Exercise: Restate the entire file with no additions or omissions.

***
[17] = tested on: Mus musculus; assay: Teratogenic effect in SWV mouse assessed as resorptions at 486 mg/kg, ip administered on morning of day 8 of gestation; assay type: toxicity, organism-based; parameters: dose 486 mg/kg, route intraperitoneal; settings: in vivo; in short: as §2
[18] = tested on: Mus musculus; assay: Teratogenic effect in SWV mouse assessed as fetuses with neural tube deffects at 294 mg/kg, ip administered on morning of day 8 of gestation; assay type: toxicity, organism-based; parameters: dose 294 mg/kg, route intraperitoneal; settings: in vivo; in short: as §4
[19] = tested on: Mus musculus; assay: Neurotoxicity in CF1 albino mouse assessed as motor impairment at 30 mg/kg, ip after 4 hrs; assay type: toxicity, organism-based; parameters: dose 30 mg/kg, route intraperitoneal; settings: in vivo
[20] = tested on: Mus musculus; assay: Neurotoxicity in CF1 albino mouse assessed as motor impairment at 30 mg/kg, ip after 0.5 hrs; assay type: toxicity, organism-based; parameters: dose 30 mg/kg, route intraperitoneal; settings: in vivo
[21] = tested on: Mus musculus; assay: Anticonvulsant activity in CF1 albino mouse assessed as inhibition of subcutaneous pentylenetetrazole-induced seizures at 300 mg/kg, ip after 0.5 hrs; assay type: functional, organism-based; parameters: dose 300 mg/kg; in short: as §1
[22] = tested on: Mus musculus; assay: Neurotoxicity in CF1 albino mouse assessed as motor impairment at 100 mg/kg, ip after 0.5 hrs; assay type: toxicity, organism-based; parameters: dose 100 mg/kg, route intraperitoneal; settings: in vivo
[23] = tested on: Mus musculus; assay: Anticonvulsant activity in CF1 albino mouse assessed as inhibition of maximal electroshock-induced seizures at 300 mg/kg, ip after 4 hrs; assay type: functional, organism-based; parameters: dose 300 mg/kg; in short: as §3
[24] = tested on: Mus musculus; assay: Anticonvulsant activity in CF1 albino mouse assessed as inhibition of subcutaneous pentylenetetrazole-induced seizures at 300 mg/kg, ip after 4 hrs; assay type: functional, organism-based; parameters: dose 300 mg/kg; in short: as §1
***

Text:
[17] = tested on: Mus musculus; assay: Teratogenic effect in SWV mouse assessed as resorptions at 486 mg/kg, ip administered on morning of day 8 of gestation; assay type: toxicity, organism-based; parameters: dose 486 mg/kg, route intraperitoneal; settings: in vivo; in short: as §2
[18] = tested on: Mus musculus; assay: Teratogenic effect in SWV mouse assessed as fetuses with neural tube deffects at 294 mg/kg, ip administered on morning of day 8 of gestation; assay type: toxicity, organism-based; parameters: dose 294 mg/kg, route intraperitoneal; settings: in vivo; in short: as §4
[19] = tested on: Mus musculus; assay: Neurotoxicity in CF1 albino mouse assessed as motor impairment at 30 mg/kg, ip after 4 hrs; assay type: toxicity, organism-based; parameters: dose 30 mg/kg, route intraperitoneal; settings: in vivo
[20] = tested on: Mus musculus; assay: Neurotoxicity in CF1 albino mouse assessed as motor impairment at 30 mg/kg, ip after 0.5 hrs; assay type: toxicity, organism-based; parameters: dose 30 mg/kg, route intraperitoneal; settings: in vivo
[21] = tested on: Mus musculus; assay: Anticonvulsant activity in CF1 albino mouse assessed as inhibition of subcutaneous pentylenetetrazole-induced seizures at 300 mg/kg, ip after 0.5 hrs; assay type: functional, organism-based; parameters: dose 300 mg/kg; in short: as §1
[22] = tested on: Mus musculus; assay: Neurotoxicity in CF1 albino mouse assessed as motor impairment at 100 mg/kg, ip after 0.5 hrs; assay type: toxicity, organism-based; parameters: dose 100 mg/kg, route intraperitoneal; settings: in vivo
[23] = tested on: Mus musculus; assay: Anticonvulsant activity in CF1 albino mouse assessed as inhibition of maximal electroshock-induced seizures at 300 mg/kg, ip after 4 hrs; assay type: functional, organism-based; parameters: dose 300 mg/kg; in short: as §3
[24] = tested on: Mus musculus; assay: Anticonvulsant activity in CF1 albino mouse assessed as inhibition of subcutaneous pentylenetetrazole-induced seizures at 300 mg/kg, ip after 4 hrs; assay type: functional, organism-based; parameters: dose 300 mg/kg; in short: as §1